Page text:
Thursday, December 29, 2011
Gov. Scott's latest target in the coming in the New Year: Florida's taxing districts:
Palm Beach Post Staff Writer
TALLAHASSEE — One of Gov. Rick Scott's first moves in the new year will be to call for a sweeping review of some of the state's oldest governments - Florida's more than 1,600 special districts.
Palm Beach County, with 94 special districts, has among the most in the state. That means county taxpayers are shelling out more every year for services on top of their school and property taxes.
Aides say Scott plans to sign an executive order in January, launching a weeks-long examination of whether these districts are still meeting the missions they were enacted to perform. He also wants a better handle on how districts are spending the $15.5 billion in taxpayer money they command.
The first-year Republican governor said last fall that he was "shocked" when he learned that Florida's wide variety of special districts controlled such money through the taxes and fees they collect. "On behalf of the citizens of the state, we have to look at what return we're getting for those dollars," he said at the time.
Special districts trace their roots to pioneer days in Florida, and provide environmental, health care, fire control, port, community development, and urban renewal services.
But forging a common path for these agencies to follow won't be easy, said Terry Lewis, a West Palm Beach lawyer who represents the Florida Association of Special Districts and a dozen special districts. More than 30 state laws govern special districts. What works at the Port of Palm Beach might not apply to the Lake Worth Drainage District, Lewis said.
"We've strengthened the consumer protection aspects of state law governing special districts over the years," Lewis said. "Every special district, like every city or county, has to have annual audits. There already is a lot of oversight."
Water district a harbinger
Scott's first foray into special districts came when he signed into law legislation that reduced property-tax revenue by $210 million at Florida's water management districts. The South Florida Water Management District, the state's largest, took the biggest financial hit, which also cost almost 400 employees their jobs.
Special district proposals (SB 192, HB 107) have been introduced for the legislative session that begins Jan. 10. Sponsored by Rep. Matt Caldwell, R-Lehigh Acres, and Sen. Mike Bennett, R-Bradenton, the measures are relatively modest - making it easier for neighboring districts to consider merging to save money or improve efficiency.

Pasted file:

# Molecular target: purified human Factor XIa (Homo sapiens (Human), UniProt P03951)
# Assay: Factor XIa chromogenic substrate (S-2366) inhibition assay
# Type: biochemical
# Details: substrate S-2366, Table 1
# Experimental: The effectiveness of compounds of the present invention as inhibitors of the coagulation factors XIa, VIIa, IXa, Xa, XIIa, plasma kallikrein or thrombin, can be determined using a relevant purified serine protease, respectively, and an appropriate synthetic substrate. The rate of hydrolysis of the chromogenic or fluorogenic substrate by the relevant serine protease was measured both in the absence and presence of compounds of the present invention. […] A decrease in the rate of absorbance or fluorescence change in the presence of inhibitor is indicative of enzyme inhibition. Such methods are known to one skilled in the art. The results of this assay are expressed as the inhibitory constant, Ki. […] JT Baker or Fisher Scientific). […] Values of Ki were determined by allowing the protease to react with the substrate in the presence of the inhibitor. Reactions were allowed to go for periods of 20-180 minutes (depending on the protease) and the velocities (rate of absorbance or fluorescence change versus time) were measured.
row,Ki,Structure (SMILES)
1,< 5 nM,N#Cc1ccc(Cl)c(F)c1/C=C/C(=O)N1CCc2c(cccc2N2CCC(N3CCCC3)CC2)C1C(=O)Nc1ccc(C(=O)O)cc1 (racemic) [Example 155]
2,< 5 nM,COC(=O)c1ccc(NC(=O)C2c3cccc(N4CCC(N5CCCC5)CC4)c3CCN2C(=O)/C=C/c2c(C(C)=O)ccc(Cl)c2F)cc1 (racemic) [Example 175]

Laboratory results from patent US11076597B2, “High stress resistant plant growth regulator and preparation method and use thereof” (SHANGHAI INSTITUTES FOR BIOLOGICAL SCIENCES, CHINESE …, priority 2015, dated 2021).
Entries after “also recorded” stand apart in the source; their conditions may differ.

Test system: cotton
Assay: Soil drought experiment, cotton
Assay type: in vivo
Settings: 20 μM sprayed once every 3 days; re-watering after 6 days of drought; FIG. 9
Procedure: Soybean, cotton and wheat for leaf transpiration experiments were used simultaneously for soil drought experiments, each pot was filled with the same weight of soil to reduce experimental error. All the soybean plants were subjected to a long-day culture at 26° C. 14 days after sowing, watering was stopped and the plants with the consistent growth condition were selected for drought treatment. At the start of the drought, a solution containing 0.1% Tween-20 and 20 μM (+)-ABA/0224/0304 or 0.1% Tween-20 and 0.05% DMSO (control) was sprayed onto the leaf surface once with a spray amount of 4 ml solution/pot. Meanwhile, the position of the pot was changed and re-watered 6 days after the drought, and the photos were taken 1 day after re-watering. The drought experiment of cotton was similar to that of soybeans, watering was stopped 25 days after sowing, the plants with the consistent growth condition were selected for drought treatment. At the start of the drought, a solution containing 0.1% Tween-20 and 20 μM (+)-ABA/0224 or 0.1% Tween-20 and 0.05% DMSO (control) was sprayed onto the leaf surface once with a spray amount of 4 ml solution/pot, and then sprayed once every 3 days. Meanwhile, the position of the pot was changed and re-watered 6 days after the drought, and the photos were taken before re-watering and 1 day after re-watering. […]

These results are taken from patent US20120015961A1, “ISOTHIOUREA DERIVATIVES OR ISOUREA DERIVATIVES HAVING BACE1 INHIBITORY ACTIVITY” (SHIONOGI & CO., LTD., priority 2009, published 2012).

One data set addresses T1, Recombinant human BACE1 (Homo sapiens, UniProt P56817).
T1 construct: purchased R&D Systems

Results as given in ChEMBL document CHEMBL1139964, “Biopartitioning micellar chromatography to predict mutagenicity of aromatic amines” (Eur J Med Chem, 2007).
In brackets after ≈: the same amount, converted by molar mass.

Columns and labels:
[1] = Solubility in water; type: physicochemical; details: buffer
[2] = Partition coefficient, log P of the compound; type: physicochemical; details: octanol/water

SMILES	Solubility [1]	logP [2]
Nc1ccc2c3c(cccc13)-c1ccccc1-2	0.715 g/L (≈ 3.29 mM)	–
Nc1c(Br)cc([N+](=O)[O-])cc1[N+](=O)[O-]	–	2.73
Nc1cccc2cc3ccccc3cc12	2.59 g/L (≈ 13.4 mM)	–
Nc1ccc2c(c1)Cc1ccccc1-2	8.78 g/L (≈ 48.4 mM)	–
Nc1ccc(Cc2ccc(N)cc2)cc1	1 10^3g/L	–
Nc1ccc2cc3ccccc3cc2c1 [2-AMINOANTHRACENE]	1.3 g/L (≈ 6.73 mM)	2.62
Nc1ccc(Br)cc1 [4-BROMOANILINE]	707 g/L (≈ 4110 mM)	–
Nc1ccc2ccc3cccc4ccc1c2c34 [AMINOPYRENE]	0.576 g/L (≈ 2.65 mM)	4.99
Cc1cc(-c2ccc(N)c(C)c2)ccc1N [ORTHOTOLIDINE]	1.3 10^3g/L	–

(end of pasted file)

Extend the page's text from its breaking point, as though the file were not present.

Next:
Florida's 30 or so hospital taxing districts, scattered around the state since the 1920s, are the subject of a review by a 10-member commission appointed by Scott. Its recommendations, released Thursday, include giving voters a chance to decide whether to pull the plug on an existing district.
It's possible that Scott's special district review could yield calls for eliminating some districts. More public disclosure requirements and limits on borrowing and spending also could emerge, say those involved.
Still, the governor's top lobbyist, Jon Costello, told a House committee, "The governor is not looking to take an ax to special districts."
Hard times for districts
Scott, who had been a tea party favorite his first year in office, also has backed away from his earlier criticism that "not a single voter" gets to shape special district policy.
Some districts are led by appointees of the governor, or of other boards. Others are run by county or municipal commissions, and many have supervisory panels elected by property owners within the district's boundaries.
But special districts periodically come under fire, often because of scandal or the free-spending habits of administrators.
Community development districts are among those needing the strictest oversight, critics say.
Close to 600 CDDs have been established in Florida. Fees assessed on homeowners' lots allow the districts to issue tax-exempt bonds - so-called dirt bonds - to finance roads, utility lines, sidewalks and other needs to prepare land for building.
But the state's housing crash has hit some of these development districts hard.
The state's auditor general this year urged that lawmakers make it tougher for CDDs to borrow, after finding that almost one-third were behind in bond payments and many others were using reserves to make payments on their debt.
More transparency urged
Richard Lehmann, a Miami Lakes investment adviser who publishes the Florida Community Development District Report (floridacddreport.com ), said that more than 400 of these CDDs were started between 2003 and 2008, as Florida's housing market boomed.
"There's definitely a need for some legislative reform," Lehmann said. "There needs to be more transparency - we get calls from homeowners all the time who say they didn't know they were going to be assessed fees, or that they're even in a CDD."
My notes: from John Burton
"It's about time, the governor is just the man to our state on track."
Pete Pimental, whose Palm Beach Gardens company, Special District Services Inc., manages and administers 72 special districts across the state, said the trouble with CDDs is "probably what's caught the eye of the governor."
Pimental said state law requires those buying lots in a development district to receive plenty of notice about their responsibilities. But he expected there could be a new push to limit the bonding authority of districts.
"But I think the market is taking care of that already," Pimental said. "You're seeing investors take a much harder look at these deals."